When old ethnic rivalries mingled with modern economic resentments erupt into swift genocidal violence against the Igbo people, everyday desires and betrayals test each character’s sense of identity. Adichie’s writing can be too plain, and, at times, her characters overly symbolic, as if surreptitiously fortifying the narrative with lessons in general African history from an African perspective. Kainene, who has the potential to be one of the most absorbing female characters since Toni Morrison’s Sula, barely escapes becoming a narrative cipher, mostly because her relationship with well-intentioned but flaccid Richard never quite makes sense. Nevertheless, Adichie has a remarkable grasp of psychological intimacies and the alchemy of character: the distracting artifice disintegrates as everyone in the end saves and fails one another and themselves. The national turmoil, this piece of history, is very much lived through this family and the people they love and those who love them.
This is particularly true of the 13-year old Ugwu, Olanna and Odenigbo’s houseboy, who is forcibly conscripted into the war. Adichie’s no-frills writing serves Ugwu’s experience extremely well, and his honest, instructive journey is the most compelling of the book. His intensely sensitive perspective lays bare his adolescent desires, the exasperating demands, and the implicit class conflicts of his job. And then, how possible, common, and easy it can be to one day be cooking meals for your family and the next day wake up in a war, complicit in violence that you’d never imagined you were capable of. In fact, Ugwu upends every Western narrative expectation of who will and should ultimately tell this Nigerian story. It is well worth mentioning that none of the main characters leave Nigeria, including the twins, despite their losses and a chance to escape to London.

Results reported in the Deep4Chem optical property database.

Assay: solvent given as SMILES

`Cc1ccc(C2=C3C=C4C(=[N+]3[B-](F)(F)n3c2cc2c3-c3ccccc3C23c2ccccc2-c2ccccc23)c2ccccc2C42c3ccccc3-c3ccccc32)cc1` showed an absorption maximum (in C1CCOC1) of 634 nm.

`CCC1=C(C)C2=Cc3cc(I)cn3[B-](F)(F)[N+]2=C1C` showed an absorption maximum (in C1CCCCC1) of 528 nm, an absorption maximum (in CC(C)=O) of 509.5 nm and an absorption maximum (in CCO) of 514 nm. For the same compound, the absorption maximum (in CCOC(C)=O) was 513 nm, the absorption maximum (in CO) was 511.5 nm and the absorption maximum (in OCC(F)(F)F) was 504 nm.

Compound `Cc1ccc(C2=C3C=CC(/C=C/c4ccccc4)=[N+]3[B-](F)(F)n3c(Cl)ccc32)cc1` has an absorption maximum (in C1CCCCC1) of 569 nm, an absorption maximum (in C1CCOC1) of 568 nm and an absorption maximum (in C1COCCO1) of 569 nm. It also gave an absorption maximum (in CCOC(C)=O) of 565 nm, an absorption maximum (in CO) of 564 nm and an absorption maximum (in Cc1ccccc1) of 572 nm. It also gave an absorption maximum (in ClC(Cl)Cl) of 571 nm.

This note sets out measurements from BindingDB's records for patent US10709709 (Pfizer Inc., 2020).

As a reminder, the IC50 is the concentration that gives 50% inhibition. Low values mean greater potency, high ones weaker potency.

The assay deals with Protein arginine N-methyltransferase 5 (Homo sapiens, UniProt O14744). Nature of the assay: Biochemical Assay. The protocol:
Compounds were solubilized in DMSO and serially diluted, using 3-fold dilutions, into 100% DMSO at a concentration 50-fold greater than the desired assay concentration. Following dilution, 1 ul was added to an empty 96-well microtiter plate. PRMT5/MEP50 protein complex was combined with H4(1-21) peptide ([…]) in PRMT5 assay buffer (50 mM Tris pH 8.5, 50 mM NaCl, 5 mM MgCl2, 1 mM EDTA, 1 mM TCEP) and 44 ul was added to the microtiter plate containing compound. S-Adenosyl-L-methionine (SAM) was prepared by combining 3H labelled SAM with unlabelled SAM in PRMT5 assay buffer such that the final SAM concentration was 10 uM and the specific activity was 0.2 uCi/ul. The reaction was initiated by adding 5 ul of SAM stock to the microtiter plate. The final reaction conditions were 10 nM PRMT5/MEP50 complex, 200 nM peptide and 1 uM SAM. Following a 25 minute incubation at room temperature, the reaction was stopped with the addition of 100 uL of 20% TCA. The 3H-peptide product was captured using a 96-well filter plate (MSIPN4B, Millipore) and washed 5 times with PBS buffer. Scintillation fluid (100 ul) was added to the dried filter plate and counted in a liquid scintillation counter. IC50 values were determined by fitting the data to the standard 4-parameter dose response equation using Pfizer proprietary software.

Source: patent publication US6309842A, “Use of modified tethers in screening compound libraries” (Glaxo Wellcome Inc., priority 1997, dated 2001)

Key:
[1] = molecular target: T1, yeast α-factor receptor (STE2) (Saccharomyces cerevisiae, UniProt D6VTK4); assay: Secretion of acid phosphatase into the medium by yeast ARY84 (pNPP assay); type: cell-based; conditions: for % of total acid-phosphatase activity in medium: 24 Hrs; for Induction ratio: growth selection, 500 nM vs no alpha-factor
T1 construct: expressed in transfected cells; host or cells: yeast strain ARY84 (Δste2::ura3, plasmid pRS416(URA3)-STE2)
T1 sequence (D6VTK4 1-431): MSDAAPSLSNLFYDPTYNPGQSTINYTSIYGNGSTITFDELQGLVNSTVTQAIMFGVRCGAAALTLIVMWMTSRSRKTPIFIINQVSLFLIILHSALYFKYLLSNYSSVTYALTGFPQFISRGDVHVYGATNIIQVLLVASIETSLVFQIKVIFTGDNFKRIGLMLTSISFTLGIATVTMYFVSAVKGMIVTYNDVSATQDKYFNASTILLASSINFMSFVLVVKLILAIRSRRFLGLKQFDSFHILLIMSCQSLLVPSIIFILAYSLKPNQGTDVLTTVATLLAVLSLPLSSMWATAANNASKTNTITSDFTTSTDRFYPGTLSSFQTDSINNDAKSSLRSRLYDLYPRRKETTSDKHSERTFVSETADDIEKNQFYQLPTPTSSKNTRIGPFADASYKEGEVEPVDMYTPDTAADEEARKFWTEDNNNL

Half of a Yellow Sun is almost a prequel to Purple Hibiscus and other recent Nigerian fiction in which characters succumb to the pressure to emigrate. The burgeoning immigrant identity and its ambivalences are only just starting to shape the narratives. Chris Abani, arguably the most visionary of Nigeria’s writers (and visionary by any standards), unmasks the disturbing new visage of global immigration and seeks answers to the problems of identity and nationhood in Nigerian—and specifically, Igbo—ritual traditions.